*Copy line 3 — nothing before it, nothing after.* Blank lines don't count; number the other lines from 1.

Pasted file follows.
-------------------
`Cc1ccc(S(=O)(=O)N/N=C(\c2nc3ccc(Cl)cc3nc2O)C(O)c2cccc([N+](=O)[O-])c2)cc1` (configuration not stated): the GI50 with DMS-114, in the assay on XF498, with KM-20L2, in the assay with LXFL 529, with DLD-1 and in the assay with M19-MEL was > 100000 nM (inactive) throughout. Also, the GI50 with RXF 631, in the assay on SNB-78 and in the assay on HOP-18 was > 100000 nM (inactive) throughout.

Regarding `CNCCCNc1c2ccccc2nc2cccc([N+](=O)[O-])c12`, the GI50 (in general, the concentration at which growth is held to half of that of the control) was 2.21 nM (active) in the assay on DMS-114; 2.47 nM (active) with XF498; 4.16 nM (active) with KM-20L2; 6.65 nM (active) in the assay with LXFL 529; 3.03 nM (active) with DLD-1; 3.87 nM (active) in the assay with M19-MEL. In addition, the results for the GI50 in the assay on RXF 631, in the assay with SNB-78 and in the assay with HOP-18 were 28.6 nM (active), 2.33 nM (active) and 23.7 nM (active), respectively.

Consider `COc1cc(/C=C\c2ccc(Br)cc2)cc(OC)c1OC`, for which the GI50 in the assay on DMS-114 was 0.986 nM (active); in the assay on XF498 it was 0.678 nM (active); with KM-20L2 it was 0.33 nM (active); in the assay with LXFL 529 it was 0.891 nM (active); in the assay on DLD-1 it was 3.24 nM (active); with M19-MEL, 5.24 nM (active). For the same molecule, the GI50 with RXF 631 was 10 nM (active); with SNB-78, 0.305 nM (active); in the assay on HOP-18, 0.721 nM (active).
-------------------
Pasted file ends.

Consider `COc1cc(/C=C\c2ccc(Br)cc2)cc(OC)c1OC`, for which the GI50 in the assay on DMS-114 was 0.986 nM (active); in the assay on XF498 it was 0.678 nM (active); with KM-20L2 it was 0.33 nM (active); in the assay with LXFL 529 it was 0.891 nM (active); in the assay on DLD-1 it was 3.24 nM (active); with M19-MEL, 5.24 nM (active). For the same molecule, the GI50 with RXF 631 was 10 nM (active); with SNB-78, 0.305 nM (active); in the assay on HOP-18, 0.721 nM (active).